What is Mandala?
In many traditions based on spirituality, Mandala will mean ‘completeness and wholeness.’ In art, a mandala is a therapy for exploring emotional identity. In science, it is used to present the vast interconnected system that is responsible for keeping the universe together. Wherever you ask and explore, in different cultures, languages, and many different traditions, the mandalas are with high significance and very personal. It is included in almost every ancient ritual.
Origin of Mandalas
Mandala’s roots start with its name. Its first appearance is in Sanskrit text, and it means ‘circle,’ But the context of Mandala has a more significant concept of ourselves, universe, and wholeness. It is mainly used in meditation to create a sacred place.
For Hinduisms, mandalas are also called ‘Yantras.’ They are made of different symbols and different colors, but mostly they are circle-shaped. Mainly they represented the paths to the truths that hide in the cosmos. In meditation, the yantras’ center is an independent reality, in which the one who meditates can find a connection between the real world and the inner world. The inner world signifies himself, and the outer world means the universe.
According to Buddhism, mandalas have a completely symbolical meaning. They are mainly depicting some particular symbols that are revealing dharma teachings and paths that people should follow. The Tibetan Buddhist monks are famous for creating mandalas from colored sand. They are making only a single mandala up to several days, only to destroy it when they make it. This destroying process represents impermanence and mindfulness of the nature of existence.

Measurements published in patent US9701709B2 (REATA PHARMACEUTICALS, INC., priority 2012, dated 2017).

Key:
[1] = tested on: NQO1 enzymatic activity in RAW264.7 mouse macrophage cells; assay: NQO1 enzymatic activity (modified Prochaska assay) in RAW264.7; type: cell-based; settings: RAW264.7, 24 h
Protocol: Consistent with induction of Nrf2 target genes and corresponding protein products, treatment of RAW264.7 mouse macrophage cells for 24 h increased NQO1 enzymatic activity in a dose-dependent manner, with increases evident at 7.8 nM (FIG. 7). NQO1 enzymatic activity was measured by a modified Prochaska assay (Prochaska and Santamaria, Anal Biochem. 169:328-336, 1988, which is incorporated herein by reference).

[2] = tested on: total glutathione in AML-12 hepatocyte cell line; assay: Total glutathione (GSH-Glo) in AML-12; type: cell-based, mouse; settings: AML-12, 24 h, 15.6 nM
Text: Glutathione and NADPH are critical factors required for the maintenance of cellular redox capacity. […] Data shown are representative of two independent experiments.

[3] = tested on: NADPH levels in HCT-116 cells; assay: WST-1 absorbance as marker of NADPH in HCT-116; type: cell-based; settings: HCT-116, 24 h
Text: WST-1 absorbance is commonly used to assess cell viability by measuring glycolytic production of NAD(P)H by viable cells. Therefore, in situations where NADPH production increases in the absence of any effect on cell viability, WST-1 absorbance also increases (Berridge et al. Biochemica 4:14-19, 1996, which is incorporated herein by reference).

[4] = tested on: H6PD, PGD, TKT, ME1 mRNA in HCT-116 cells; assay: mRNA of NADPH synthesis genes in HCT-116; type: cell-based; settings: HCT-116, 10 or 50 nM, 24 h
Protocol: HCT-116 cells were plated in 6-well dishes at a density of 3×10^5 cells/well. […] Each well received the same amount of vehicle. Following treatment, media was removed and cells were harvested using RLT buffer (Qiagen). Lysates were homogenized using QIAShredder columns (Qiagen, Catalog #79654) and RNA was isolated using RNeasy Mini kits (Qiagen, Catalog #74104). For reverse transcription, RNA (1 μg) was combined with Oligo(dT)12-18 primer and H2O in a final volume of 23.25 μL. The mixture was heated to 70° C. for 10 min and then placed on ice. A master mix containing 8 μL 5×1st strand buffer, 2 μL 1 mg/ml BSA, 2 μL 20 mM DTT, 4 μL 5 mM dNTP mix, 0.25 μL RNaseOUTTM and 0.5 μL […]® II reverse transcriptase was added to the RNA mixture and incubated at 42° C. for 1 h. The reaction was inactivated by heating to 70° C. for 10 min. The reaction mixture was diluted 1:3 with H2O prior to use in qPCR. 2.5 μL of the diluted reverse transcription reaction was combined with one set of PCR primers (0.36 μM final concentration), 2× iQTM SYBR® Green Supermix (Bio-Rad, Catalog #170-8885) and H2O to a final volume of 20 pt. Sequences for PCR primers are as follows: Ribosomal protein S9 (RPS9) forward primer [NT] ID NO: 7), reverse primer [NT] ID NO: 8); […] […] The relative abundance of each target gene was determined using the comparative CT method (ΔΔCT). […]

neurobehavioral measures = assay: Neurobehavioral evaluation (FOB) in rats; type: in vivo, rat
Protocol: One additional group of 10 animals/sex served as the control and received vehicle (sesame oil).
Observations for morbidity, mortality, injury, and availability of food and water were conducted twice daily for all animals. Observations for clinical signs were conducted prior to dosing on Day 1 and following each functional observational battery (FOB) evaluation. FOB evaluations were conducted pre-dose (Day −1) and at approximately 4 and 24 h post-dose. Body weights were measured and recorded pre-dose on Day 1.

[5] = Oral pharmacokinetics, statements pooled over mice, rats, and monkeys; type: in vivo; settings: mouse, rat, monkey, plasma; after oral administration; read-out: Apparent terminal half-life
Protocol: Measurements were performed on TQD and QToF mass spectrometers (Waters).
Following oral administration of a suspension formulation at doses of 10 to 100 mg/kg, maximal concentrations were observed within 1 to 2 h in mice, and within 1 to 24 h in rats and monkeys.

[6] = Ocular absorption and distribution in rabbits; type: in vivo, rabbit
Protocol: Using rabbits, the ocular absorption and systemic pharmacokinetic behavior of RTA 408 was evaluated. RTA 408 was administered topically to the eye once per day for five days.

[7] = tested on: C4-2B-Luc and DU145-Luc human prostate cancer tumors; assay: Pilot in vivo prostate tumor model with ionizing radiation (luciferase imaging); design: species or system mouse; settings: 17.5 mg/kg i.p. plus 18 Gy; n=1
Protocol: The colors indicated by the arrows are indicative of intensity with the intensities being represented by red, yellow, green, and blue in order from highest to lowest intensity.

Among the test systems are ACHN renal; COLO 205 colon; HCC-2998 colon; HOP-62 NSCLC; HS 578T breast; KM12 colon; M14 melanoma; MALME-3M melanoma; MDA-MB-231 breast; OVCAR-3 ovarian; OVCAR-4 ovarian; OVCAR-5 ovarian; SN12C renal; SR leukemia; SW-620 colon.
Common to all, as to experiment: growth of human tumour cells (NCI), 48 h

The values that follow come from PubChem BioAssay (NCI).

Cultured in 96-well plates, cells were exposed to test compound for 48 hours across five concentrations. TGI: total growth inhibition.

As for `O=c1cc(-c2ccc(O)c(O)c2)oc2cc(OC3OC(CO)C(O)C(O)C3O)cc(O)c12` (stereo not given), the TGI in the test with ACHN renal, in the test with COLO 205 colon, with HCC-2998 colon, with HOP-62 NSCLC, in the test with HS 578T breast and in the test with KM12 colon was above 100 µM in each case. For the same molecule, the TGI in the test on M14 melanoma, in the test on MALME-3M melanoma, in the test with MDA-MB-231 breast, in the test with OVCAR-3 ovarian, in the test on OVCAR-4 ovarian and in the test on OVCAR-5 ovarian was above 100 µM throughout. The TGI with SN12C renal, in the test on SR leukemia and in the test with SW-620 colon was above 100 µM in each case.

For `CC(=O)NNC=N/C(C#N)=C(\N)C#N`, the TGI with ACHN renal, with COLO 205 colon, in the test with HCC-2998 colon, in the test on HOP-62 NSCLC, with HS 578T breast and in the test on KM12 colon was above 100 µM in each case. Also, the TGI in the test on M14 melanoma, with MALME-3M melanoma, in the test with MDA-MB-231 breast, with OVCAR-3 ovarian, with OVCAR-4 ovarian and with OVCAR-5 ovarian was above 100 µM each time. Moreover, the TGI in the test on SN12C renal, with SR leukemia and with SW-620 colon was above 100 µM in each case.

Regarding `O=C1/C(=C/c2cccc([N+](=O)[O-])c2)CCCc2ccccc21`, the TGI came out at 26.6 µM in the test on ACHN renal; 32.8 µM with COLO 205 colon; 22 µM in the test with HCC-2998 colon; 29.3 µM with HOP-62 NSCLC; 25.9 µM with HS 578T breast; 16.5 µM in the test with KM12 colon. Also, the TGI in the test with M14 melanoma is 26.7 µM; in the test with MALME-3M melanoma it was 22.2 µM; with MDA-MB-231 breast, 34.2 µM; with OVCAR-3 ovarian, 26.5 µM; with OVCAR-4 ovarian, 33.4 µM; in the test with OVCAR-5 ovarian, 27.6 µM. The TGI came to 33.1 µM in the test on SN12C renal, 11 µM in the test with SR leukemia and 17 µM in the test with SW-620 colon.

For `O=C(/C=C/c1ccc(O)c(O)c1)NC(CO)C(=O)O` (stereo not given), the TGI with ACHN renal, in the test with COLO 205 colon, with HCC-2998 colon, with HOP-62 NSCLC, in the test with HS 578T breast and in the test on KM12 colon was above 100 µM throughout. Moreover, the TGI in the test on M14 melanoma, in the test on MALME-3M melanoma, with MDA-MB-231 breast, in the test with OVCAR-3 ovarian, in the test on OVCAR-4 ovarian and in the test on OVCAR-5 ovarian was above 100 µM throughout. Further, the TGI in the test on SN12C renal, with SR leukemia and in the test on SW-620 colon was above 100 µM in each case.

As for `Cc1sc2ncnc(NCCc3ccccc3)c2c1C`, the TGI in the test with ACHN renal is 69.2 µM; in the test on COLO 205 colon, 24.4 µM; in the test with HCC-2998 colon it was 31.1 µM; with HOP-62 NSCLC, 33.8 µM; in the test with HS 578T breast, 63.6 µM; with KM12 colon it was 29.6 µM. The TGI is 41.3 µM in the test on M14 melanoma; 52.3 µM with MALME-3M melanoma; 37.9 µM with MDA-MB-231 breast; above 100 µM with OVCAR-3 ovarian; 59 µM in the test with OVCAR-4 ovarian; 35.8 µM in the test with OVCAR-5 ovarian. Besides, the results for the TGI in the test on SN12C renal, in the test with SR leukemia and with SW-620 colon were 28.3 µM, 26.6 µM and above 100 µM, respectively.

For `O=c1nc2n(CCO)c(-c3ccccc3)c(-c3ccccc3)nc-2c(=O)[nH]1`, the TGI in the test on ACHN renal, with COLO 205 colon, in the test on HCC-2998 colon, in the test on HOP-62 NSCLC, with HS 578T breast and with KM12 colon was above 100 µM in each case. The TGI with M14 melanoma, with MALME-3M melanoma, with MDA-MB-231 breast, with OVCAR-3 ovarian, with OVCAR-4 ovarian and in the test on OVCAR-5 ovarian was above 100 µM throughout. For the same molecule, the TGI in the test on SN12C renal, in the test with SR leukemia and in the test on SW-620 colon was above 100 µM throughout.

For many Christians, just like the Celtic cross, the rosary, the halo, and the rose represent the symbols of unity, continuation, and interconnectedness, and they are linked with the mandala form. Christian art and architecture contain too many images and motifs that are inspired by Mandala. They present the path the each of us needs to pass to discover the divine.
‘Medicine wheels’ is the concept present in early Native American histories. The Navajo spiritual leaders have kept the practice that includes creating elaborate sand paintings to celebrate the diversity and unity in our lives in the universe.
Starting with domed Byzantine temples ending with honeycombed Eastern mosques, included mandalas. All the creating has a ‘spiritual’ meaning, and they present the concept of large buildings with a small center, which means the beginning point.
People can use mandalas to relax and enlighten their selves during meditation. Every person should start with a paper and a pencil, creating circles, and later adding some symbols, numbers, and all that comes on your mind.
A symbol of unity and completeness, this Mandala Round Carpet lends an artful appeal to any space. A centered medallion design, highlighted by a border and woven to accent the natural variations in the fabric. Let this carpet bring balance to any space in your office or home.
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